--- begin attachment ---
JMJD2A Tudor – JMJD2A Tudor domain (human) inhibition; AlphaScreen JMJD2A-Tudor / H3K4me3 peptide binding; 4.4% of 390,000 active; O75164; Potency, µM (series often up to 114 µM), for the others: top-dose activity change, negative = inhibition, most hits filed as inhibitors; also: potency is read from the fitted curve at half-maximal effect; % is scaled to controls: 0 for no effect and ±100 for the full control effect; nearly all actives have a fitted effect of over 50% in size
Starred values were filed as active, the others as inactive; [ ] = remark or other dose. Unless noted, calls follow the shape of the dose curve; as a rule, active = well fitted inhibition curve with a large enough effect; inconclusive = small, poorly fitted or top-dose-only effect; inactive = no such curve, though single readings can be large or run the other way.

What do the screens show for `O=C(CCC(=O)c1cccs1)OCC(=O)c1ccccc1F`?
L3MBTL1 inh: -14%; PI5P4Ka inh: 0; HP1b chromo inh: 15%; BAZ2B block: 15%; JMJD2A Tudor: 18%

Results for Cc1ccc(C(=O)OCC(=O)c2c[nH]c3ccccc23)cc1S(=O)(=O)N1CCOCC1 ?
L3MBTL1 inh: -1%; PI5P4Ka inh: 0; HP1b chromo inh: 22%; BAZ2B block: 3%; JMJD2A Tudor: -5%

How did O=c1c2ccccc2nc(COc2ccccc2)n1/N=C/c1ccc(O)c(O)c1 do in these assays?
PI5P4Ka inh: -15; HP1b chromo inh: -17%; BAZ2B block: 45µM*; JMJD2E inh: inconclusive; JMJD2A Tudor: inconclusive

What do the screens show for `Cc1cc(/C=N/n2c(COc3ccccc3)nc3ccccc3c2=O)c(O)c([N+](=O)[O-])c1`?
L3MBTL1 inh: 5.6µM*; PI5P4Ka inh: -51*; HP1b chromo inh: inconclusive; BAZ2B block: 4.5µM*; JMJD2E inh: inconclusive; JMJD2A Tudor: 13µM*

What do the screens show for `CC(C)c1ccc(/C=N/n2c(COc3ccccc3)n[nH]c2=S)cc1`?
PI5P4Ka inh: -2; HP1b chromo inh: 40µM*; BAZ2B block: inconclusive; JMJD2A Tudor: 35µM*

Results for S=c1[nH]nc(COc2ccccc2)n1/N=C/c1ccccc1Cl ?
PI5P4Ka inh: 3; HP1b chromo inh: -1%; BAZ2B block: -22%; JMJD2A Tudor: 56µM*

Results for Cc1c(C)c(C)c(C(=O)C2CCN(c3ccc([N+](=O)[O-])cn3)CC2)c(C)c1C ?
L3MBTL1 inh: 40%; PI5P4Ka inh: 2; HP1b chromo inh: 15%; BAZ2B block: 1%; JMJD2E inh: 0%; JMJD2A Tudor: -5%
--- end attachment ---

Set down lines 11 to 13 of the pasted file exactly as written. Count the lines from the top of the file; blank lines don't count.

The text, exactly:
What do the screens show for `CC(C)c1ccc(/C=N/n2c(COc3ccccc3)n[nH]c2=S)cc1`?
PI5P4Ka inh: -2; HP1b chromo inh: 40µM*; BAZ2B block: inconclusive; JMJD2A Tudor: 35µM*

Results for S=c1[nH]nc(COc2ccccc2)n1/N=C/c1ccccc1Cl ?